Driving Performance at Peru’s Transport Infrastructure Regulator
As “market referees”, regulators contribute to the delivery of essential public utilities.
Their organisational culture, behaviour and governance are important factors in how
they, and the sectors they oversee, perform. The report uses the OECD Performance
Assessment Framework for Economic Regulators to assess both the internal and external
governance of Peru's Transport Infrastructure Regulator (OSITRAN). The review discusses
OSITRAN's good practices, analyses the key drivers of its performance, and proposes
an integrated reform package to help the regulator prepare for the future.
Published on February 27, 2020Also available in: Spanish
OSITRAN holds a unique mandate compared to other Peruvian regulators as well as internationally, with responsibility for overseeing private investment in public-use transport infrastructure in Peru. Concretely, this means supervising compliance with the obligations of concession contracts awarded by the state for transport infrastructure projects. OSITRAN’s portfolio has grown from USD 3.1 billion (2006) to USD 15.2 billion (2018) and covers a large remit of road, rail, ports and inland waterways.
As many public entities, OSITRAN operates in a highly complex environment linked in part to the erosion of trust in public institutions. The regulator’s leadership has put in place a number of measures to address the need to rebuild trust internally and with stakeholders. For these efforts to bear fruit, the bar needs to be set high in order to successfully re-set the identity and internal culture of the regulator, and to foment a relationship based on confidence, predictability and stability with all stakeholders.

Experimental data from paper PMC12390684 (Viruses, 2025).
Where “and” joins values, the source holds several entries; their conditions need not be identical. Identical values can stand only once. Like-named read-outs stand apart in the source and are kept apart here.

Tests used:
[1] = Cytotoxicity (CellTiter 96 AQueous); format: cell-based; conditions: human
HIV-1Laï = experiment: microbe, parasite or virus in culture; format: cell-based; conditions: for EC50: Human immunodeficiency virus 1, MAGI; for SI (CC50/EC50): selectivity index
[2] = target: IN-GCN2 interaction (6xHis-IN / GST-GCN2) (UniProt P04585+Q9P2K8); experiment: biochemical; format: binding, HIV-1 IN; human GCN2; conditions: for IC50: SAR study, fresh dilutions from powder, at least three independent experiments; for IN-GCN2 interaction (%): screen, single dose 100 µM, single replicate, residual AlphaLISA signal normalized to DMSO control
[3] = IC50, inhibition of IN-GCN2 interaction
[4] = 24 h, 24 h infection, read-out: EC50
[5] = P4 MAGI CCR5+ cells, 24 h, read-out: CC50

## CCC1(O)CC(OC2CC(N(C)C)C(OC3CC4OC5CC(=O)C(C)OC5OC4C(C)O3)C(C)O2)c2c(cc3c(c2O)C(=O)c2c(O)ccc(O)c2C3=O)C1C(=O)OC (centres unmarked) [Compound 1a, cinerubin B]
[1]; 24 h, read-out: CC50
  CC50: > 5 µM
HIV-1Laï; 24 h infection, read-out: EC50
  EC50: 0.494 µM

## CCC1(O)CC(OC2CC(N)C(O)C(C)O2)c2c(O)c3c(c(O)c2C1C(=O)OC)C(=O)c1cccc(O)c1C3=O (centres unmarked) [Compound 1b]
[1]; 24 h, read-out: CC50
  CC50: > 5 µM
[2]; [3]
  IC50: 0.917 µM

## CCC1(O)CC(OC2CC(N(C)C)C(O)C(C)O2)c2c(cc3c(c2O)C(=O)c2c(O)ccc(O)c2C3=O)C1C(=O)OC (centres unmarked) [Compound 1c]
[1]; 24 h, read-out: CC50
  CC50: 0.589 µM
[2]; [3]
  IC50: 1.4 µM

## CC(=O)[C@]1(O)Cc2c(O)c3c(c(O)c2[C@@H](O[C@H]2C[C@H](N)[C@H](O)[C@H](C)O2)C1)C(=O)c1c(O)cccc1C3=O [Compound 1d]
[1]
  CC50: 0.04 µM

Efforts to achieve these objectives will be bolstered by addressing other areas linked to the regulator’s governance and performance, such as the definition of a clear strategic focus on desired outcomes for the sector and society, the consolidation of the regulator’s on-going integrity initiatives under one umbrella, the continued standardisation of criteria for enforcement and inspections, and the development of more outcome-focused indicators to monitor the implementation of OSITRAN’s work programme.
The institutional maturity of Peru’s regulators in general is an opportunity for the achievement of these goals and may also be a chance to lead by example within the Peruvian public administration. Similarly, some challenges are shared between regulators and could be best addressed jointly, such as clarifying the impact of limited autonomy and fiscal constraints on the regulator’s resourcing and ensuring alignment of the mandate and structure of the Board of Directors. OSITRAN also has good practice to share, for example in the field of stakeholder engagement via its User Councils and its use of good regulatory practice.